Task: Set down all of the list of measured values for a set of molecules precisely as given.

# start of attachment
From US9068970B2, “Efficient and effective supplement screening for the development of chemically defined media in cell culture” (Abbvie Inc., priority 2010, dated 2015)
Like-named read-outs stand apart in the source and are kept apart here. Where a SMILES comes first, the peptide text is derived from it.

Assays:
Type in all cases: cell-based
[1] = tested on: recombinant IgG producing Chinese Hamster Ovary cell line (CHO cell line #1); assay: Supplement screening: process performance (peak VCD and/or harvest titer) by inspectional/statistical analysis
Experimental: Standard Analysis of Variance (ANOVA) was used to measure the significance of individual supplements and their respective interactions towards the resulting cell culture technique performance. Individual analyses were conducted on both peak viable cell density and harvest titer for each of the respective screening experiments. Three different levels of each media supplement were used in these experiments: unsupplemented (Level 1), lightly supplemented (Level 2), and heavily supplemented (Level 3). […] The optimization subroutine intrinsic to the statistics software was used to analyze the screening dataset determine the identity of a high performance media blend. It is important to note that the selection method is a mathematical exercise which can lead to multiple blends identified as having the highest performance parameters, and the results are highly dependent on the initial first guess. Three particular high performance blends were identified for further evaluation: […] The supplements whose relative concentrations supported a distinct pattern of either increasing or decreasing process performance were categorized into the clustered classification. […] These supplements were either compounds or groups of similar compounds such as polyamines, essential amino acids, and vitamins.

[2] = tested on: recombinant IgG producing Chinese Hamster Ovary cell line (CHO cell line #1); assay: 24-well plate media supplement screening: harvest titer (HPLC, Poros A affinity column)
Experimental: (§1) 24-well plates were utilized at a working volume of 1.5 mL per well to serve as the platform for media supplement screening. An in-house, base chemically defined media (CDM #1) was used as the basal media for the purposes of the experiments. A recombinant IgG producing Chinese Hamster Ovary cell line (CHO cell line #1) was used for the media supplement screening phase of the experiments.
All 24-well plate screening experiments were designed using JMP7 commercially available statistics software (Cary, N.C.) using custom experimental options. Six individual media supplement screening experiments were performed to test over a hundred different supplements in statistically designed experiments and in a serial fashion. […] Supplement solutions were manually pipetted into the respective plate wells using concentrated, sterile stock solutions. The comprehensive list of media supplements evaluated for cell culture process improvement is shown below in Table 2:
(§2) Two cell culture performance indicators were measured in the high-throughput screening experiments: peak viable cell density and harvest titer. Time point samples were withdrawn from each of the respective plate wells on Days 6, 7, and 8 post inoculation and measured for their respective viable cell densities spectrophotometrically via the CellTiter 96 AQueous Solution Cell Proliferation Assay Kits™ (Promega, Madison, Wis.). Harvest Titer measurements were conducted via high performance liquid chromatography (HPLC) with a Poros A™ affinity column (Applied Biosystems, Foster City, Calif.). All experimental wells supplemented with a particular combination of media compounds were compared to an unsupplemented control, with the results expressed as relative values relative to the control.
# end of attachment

From US9068970B2, “Efficient and effective supplement screening for the development of chemically defined media in cell culture” (Abbvie Inc., priority 2010, dated 2015)
Like-named read-outs stand apart in the source and are kept apart here. Where a SMILES comes first, the peptide text is derived from it.

Assays:
Type in all cases: cell-based
[1] = tested on: recombinant IgG producing Chinese Hamster Ovary cell line (CHO cell line #1); assay: Supplement screening: process performance (peak VCD and/or harvest titer) by inspectional/statistical analysis
Experimental: Standard Analysis of Variance (ANOVA) was used to measure the significance of individual supplements and their respective interactions towards the resulting cell culture technique performance. Individual analyses were conducted on both peak viable cell density and harvest titer for each of the respective screening experiments. Three different levels of each media supplement were used in these experiments: unsupplemented (Level 1), lightly supplemented (Level 2), and heavily supplemented (Level 3). […] The optimization subroutine intrinsic to the statistics software was used to analyze the screening dataset determine the identity of a high performance media blend. It is important to note that the selection method is a mathematical exercise which can lead to multiple blends identified as having the highest performance parameters, and the results are highly dependent on the initial first guess. Three particular high performance blends were identified for further evaluation: […] The supplements whose relative concentrations supported a distinct pattern of either increasing or decreasing process performance were categorized into the clustered classification. […] These supplements were either compounds or groups of similar compounds such as polyamines, essential amino acids, and vitamins.

[2] = tested on: recombinant IgG producing Chinese Hamster Ovary cell line (CHO cell line #1); assay: 24-well plate media supplement screening: harvest titer (HPLC, Poros A affinity column)
Experimental: (§1) 24-well plates were utilized at a working volume of 1.5 mL per well to serve as the platform for media supplement screening. An in-house, base chemically defined media (CDM #1) was used as the basal media for the purposes of the experiments. A recombinant IgG producing Chinese Hamster Ovary cell line (CHO cell line #1) was used for the media supplement screening phase of the experiments.
All 24-well plate screening experiments were designed using JMP7 commercially available statistics software (Cary, N.C.) using custom experimental options. Six individual media supplement screening experiments were performed to test over a hundred different supplements in statistically designed experiments and in a serial fashion. […] Supplement solutions were manually pipetted into the respective plate wells using concentrated, sterile stock solutions. The comprehensive list of media supplements evaluated for cell culture process improvement is shown below in Table 2:
(§2) Two cell culture performance indicators were measured in the high-throughput screening experiments: peak viable cell density and harvest titer. Time point samples were withdrawn from each of the respective plate wells on Days 6, 7, and 8 post inoculation and measured for their respective viable cell densities spectrophotometrically via the CellTiter 96 AQueous Solution Cell Proliferation Assay Kits™ (Promega, Madison, Wis.). Harvest Titer measurements were conducted via high performance liquid chromatography (HPLC) with a Poros A™ affinity column (Applied Biosystems, Foster City, Calif.). All experimental wells supplemented with a particular combination of media compounds were compared to an unsupplemented control, with the results expressed as relative values relative to the control.